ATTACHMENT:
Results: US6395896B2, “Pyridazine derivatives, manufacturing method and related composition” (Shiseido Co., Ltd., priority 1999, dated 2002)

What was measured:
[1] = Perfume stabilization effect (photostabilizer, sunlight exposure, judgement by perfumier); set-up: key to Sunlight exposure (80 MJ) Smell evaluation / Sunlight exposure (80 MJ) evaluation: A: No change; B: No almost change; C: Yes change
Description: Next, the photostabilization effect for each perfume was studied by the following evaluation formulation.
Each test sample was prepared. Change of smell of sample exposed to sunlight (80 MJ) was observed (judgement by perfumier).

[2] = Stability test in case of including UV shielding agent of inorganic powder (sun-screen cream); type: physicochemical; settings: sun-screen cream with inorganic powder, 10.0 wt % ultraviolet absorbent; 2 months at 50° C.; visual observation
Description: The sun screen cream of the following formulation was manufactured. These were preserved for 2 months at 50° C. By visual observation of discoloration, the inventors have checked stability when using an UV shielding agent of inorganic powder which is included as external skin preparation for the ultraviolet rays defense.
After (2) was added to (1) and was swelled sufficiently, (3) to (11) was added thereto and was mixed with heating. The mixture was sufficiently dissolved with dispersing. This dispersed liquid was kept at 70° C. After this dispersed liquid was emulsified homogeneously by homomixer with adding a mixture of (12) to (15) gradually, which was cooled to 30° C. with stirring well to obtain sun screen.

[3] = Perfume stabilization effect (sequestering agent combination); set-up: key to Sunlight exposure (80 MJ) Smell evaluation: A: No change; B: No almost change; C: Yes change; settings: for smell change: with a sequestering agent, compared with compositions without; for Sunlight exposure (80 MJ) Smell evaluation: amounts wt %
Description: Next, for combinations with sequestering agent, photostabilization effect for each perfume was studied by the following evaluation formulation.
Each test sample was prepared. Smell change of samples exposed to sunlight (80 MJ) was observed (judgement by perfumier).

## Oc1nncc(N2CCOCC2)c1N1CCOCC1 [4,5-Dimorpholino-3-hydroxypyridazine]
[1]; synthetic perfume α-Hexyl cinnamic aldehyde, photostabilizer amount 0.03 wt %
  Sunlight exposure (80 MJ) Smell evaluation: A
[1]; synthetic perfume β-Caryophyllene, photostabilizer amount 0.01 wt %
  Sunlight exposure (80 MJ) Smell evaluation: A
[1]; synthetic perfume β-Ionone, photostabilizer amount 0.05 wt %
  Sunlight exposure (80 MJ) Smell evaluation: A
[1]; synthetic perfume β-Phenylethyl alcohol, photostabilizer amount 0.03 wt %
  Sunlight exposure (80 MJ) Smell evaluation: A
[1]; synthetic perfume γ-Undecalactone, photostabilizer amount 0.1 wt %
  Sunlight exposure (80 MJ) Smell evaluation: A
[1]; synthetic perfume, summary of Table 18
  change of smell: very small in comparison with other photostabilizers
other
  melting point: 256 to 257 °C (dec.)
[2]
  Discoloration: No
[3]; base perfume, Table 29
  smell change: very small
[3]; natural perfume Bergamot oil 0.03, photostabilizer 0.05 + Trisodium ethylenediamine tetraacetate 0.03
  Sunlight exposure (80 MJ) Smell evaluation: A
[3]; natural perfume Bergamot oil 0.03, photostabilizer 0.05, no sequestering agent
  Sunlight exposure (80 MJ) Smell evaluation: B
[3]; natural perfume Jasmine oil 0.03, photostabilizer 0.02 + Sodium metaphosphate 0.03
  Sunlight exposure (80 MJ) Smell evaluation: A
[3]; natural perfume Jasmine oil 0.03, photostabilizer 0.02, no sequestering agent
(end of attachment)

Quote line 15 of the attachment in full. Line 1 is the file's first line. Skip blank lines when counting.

[1]; synthetic perfume β-Caryophyllene, photostabilizer amount 0.01 wt %